The BBC must take more risks and offer more original content, according to the British pubcaster’s 2015/2016 annual report.
On Tuesday (July 12), the BBC reported fiscal results ending in March 2016 that showed spending on television content was down overall while digital spending increased.
Meanwhile, the corporation had a surplus of £59 million – including a £96 million gain from a London real estate sale – compared with a deficit of £125 million last year.
The BBC reached 96% of adults in the UK last year, with BBC director-general Tony Hall citing programming successes such as The Great British Bake Off and drama series War and Peace and The Night Manager.
“We’ve made progress in making the BBC a simpler and leaner organisation that focuses more of our spend on making content,” he said in a statement. “Next year I want us to go further and build on the stability a new charter gives us to serve the whole of the UK with programs that are distinctive, innovative and trusted.”
Despite those successes, research showed a “performance gap” in the public’s view of the BBC as a whole compared with the popularity of its programming.
“Those viewing BBC television are increasingly rating it as ‘fresh and new,’” the pubcaster’s governing body, BBC Trust, noted in the report. “However, there remains a performance gap in the public’s broader view of the BBC in this respect and qualitative research we undertook for Charter Review suggests that there is still a public appetite for the BBC to take more risks in its programming and offer more original and innovative content.”
In terms of spending, the BBC spent around £1.7 billion (US$2.24 billion) on TV content, compared to about £1.8 billion (US$2.37 billion) last year. Meanwhile, £153.3 million (US$202 million) was spent on digital content compared with £124.6 million (US164.2 million) last year.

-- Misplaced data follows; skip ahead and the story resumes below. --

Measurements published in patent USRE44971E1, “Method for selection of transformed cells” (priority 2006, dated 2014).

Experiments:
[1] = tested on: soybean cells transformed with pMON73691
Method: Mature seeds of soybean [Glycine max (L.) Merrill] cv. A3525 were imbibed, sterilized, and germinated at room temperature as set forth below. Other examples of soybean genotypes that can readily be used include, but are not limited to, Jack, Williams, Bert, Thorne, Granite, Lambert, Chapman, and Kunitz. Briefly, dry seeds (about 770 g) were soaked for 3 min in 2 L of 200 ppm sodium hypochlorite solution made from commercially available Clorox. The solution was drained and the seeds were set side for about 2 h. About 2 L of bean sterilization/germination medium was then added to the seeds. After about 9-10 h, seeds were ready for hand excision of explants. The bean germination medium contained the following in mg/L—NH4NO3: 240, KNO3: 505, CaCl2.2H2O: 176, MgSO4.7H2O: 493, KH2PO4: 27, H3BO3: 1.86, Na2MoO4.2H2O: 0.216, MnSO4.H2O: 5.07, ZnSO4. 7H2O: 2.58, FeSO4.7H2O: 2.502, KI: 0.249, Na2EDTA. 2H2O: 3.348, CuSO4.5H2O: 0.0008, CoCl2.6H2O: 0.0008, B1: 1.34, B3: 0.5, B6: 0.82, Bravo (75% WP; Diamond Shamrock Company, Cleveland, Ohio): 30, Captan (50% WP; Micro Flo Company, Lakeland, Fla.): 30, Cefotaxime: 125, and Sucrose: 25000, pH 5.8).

In 2015/16, 94% of the BBC’s core controllable spend was on content, distribution and related support while 6% was spent on running the organization.
The pubcaster said it has saved £621 million (US$820 million) through cost-cutting measures and senior management reductions and is on track to save £700 million (US$924 million) by March 2017.
Total revenue was £4.83 billion (US$6.36 billion) compared with £4.81 billion last year and total operating costs went down to £4.80 billion (US$6.32 billion) from £4.90 billion.
The pubcaster’s commercial arm, BBC Worldwide, brought in headline sales of £1.03 billion (US$1,36 billion) compared with £1 billion last year but headline profits were down £5 million to £134 million (US$177 million).
Viewership declined overall, particularly among younger viewers. Audience share year-over-year was down from 32.9% to 32.3% across all channels.
Only factual programming bucked the trend by growing overall reach particularly among black and minority viewers. The BBC Trust cited titles such as Hugh’s War on Waste, Back in Time for the Weekend and The Real Marigold Hotel as strong performers.
Additionally, BBC1′s Attenborough and the Giant Dinosaur was a hit in the natural history space, drawing 8.1 million viewers, and Fake or Fortune was the BBC’s top performing arts series since 2004.
The BBC’s most-watched program in 2015 was The Great British Bake Off finale, which attracted 15 million viewers. The Strictly Come Dancing finale drew 12.3 million – or more than 50% of all TV viewers.